A great novelist, a wonderful story with unforgettable characters that can only be found in West Texas. Even if you’ve seen the movie a dozen times, read the book.
There is little wonder why The Nightingale by Kristin Hannah has received acclaim. The novel is a great read, indeed a page turner, reminding me of Doerr’s All The Light We Can Not See.
The Nightingale translates the horror of German occupied France during WW II. It is a hero’s worship of the French Resistance, of brave women and men fighting their occupiers against all odds. There are victories, losses, triumphs and tragedies but throughout the pages evolves a love story, and a reconciliation between sisters, a father and daughter. The war brings people together and simultaneously tears them apart. A tale of survival, brilliant storytelling, riveting to the end.
As is my want on this blog I will give no more detail about this story other than to encourage you to enjoy. The Nightingale is very much another of Gordon’s Good Reads.
A selection of additional books by Kristin Hannah include Fly Away, The Things We Do For Love, Once in Every Life, and A Handful of Heaven.
It took only three sittings to race through John Grisham’s latest novel Rogue Lawyer. I wasn’t in a particular rush but like so much of his work it was hard to put down. I especially liked Rogue Lawyer because it added a few edgy contemporary issues.
” A lawyer like me is forced to work in the shadows. My opponents are protected by badges, uniforms, and all the myriad trappings of government power. They are a sworn and duty-bound to uphold the law, but since they cheat like hell it forces me to cheat even more.”
The story of the middle of the night police invasion of a private home is frightening and carries a familiar ring of cable news. Your mind may chill with images of surplus Army tanks, Kevlar and night vision goggles on the streets of local communities. The book has a menu other cases, characters and clients.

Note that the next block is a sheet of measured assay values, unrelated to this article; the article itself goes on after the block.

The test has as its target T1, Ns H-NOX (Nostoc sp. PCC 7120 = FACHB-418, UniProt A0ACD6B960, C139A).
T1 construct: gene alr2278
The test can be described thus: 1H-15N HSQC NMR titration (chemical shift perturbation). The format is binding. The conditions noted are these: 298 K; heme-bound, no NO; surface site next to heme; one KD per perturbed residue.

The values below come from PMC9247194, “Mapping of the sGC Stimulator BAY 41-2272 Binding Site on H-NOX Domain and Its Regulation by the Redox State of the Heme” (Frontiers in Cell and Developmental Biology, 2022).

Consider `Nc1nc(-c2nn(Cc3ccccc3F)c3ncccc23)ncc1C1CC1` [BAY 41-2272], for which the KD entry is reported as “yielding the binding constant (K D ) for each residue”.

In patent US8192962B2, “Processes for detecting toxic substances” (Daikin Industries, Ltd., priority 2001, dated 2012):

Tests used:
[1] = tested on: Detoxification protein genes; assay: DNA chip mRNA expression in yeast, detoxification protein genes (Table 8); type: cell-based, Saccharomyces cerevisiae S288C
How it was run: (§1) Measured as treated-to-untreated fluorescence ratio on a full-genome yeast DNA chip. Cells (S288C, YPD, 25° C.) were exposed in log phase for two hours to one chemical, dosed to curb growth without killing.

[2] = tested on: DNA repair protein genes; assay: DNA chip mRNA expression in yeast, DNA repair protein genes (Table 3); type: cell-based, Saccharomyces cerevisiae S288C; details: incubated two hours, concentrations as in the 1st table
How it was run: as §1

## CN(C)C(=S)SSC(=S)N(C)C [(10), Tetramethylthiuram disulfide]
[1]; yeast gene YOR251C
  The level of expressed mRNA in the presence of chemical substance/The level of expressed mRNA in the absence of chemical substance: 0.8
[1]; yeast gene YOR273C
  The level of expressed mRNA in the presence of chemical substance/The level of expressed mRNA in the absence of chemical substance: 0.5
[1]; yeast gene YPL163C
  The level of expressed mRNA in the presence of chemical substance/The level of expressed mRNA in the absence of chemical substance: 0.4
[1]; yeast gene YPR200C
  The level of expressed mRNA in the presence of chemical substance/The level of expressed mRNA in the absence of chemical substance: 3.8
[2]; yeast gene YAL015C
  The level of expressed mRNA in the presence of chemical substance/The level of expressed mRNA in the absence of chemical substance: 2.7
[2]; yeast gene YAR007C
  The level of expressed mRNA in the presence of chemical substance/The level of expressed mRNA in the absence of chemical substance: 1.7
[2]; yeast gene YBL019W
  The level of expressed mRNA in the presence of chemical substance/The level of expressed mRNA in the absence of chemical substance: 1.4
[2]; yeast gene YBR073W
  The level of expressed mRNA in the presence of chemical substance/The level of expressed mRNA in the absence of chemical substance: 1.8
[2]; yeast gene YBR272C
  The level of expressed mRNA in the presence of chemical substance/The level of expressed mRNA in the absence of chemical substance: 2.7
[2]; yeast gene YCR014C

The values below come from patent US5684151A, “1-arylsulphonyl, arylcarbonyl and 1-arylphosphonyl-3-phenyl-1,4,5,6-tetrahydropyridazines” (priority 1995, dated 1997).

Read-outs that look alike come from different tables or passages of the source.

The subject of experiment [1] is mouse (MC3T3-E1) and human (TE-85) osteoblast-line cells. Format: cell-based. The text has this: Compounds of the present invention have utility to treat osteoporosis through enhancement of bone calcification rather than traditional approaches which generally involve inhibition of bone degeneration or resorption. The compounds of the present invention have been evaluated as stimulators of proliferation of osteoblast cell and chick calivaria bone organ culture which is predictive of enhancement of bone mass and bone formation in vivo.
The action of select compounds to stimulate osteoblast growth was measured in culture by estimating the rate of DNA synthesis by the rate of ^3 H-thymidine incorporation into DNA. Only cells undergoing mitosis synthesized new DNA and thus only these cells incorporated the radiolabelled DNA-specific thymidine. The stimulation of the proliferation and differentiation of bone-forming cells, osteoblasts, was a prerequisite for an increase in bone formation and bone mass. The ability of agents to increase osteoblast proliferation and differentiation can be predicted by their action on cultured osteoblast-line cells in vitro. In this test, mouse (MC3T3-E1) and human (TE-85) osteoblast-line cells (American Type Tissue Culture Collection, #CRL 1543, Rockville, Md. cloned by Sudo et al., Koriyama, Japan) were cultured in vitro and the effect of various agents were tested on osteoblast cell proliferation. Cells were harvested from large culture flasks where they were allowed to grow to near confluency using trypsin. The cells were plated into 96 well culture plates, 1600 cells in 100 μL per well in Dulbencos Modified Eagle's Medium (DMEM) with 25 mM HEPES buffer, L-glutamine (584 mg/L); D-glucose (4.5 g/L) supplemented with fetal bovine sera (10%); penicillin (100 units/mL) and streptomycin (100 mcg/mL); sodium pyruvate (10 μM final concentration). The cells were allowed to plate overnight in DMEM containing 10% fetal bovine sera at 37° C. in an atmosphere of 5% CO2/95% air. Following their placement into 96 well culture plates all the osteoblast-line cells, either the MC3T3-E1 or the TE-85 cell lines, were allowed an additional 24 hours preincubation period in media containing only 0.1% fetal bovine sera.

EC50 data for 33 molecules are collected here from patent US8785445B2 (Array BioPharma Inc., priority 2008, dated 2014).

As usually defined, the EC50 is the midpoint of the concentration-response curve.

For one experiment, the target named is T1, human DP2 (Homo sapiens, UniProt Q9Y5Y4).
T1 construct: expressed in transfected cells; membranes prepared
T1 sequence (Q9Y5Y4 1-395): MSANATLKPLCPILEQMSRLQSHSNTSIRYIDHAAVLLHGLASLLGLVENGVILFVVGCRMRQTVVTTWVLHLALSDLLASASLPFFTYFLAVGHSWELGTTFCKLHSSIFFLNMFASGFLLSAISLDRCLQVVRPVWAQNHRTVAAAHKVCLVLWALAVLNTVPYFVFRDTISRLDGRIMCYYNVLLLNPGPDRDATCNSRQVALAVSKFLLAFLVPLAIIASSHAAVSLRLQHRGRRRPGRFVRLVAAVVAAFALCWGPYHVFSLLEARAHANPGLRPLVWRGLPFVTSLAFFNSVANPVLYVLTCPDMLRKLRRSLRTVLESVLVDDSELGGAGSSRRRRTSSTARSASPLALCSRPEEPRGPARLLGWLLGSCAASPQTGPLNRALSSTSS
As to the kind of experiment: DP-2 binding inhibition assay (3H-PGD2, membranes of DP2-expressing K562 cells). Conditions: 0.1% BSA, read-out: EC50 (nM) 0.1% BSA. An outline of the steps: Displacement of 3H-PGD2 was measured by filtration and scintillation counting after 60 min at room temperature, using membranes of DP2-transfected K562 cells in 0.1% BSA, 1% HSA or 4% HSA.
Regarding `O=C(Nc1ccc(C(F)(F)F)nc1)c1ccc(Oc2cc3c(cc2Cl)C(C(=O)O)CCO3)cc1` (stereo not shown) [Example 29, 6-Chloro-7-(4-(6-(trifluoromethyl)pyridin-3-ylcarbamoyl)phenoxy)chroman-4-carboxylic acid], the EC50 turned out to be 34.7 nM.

John Grisham’s Rogue Lawyer is indeed a good read. For other great Grisham novels search gordonsgoodreads.com
Isabel Allende captures a complex variety of societal topics in her new novel The Japanese Lover. Allende weaves desperate themes in a story line encompassing aging, a burning love affair which transcends racial lines, the Japanese internment during WWII, human trafficking, child pornography and homosexuality.
Allende hardly misses a social issue while telling a story surrounding the life of a well to do San Francisco woman from a prominent Jewish family who beginning in her childhood falls in love with a Japanese boy, the son of the gardener at their seaside estate. The story continues over hills and valleys Till death do us part.
It is always pleasurable to read Allende’s writing. Her novels touch reality and the characters provoke thought and deliver insight but absent a lecture. I also commend to you Allende’s Island Beneath The Sea and Daughter of Fortune. Search here at gordonsgoodreads for further details on these novels.